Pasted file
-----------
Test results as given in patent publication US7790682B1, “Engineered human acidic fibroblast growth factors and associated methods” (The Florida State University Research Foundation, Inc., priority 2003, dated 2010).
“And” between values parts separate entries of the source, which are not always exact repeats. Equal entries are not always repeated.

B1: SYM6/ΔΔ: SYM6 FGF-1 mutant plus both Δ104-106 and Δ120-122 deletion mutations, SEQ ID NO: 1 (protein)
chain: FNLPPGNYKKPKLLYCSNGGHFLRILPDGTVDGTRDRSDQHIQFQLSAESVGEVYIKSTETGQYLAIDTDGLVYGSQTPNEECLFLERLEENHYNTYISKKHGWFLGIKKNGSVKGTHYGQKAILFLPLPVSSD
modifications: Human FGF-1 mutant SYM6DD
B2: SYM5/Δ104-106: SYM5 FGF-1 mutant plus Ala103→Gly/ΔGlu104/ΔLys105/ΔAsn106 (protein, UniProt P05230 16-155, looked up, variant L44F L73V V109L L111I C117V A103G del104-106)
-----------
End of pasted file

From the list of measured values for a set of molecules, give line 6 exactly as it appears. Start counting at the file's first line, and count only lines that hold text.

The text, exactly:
B2: SYM5/Δ104-106: SYM5 FGF-1 mutant plus Ala103→Gly/ΔGlu104/ΔLys105/ΔAsn106 (protein, UniProt P05230 16-155, looked up, variant L44F L73V V109L L111I C117V A103G del104-106)